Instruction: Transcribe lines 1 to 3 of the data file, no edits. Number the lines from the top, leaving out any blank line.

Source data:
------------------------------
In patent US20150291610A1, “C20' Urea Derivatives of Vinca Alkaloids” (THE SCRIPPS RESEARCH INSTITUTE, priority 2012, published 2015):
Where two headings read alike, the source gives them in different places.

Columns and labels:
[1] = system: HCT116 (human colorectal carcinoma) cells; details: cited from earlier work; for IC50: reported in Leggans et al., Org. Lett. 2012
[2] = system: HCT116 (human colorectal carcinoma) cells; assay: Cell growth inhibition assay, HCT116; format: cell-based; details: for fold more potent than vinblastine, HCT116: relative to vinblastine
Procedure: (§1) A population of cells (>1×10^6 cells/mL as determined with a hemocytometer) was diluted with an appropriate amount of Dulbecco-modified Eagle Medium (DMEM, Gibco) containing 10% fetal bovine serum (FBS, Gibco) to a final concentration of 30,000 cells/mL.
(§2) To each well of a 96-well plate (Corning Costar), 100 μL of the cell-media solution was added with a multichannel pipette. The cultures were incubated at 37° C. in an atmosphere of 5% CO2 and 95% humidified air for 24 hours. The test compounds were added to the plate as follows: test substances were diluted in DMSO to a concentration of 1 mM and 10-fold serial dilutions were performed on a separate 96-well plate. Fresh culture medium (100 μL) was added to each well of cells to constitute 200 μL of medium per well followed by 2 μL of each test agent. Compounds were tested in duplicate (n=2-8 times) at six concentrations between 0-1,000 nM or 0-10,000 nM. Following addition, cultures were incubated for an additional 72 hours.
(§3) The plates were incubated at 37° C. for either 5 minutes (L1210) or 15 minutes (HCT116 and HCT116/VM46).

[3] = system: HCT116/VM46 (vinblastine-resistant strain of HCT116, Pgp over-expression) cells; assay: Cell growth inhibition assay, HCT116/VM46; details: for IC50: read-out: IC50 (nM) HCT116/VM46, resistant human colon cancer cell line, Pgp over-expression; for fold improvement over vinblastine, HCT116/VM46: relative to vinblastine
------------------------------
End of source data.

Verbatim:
In patent US20150291610A1, “C20' Urea Derivatives of Vinca Alkaloids” (THE SCRIPPS RESEARCH INSTITUTE, priority 2012, published 2015):
Where two headings read alike, the source gives them in different places.

Columns and labels: